Binder specifications might be thought of as either descriptive or performance-based. Descriptive specifications typically identify tests to be performed on the binder. Acceptable test criteria are selected to ensure a certain binder type is provided. The specification is not designed to target a performance level via the tests. Correlation with pavement performance is empirical and is typically based on field observations.

Performance-based specifications are such that test criteria are selected to correlate with pavement performance. The specification is intended to be blind, that is, the specification tests and their critical thresholds are not selected to be descriptive of a particular binder. Obviously, the in-place performance of a pavement is also influenced by other factors of the mix including the aggregates, binder content, air-void content, etc., and in the case of all major pavement distresses (i.e. rutting, fatigue, thermal cracking, stripping) the performance is not only controlled the binder component.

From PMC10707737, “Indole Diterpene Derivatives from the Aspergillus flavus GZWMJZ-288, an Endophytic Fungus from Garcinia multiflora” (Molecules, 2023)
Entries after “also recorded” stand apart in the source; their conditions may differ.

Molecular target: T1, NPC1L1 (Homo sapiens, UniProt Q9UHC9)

Much of the asphalt binder used in the late 19th and early 20th centuries was so-called Lake asphalt mined from Trinidad Lake (Trinidad and Tobago) and Bermudez Lake (Venezuela). These native asphalts were solid or semi-solid materials, and required the addition of fluxing materials to create consistencies suitable for use as HMA mix binders. The first specifications were devised to identify the source of the asphalt binders at the exclusion of other source materials.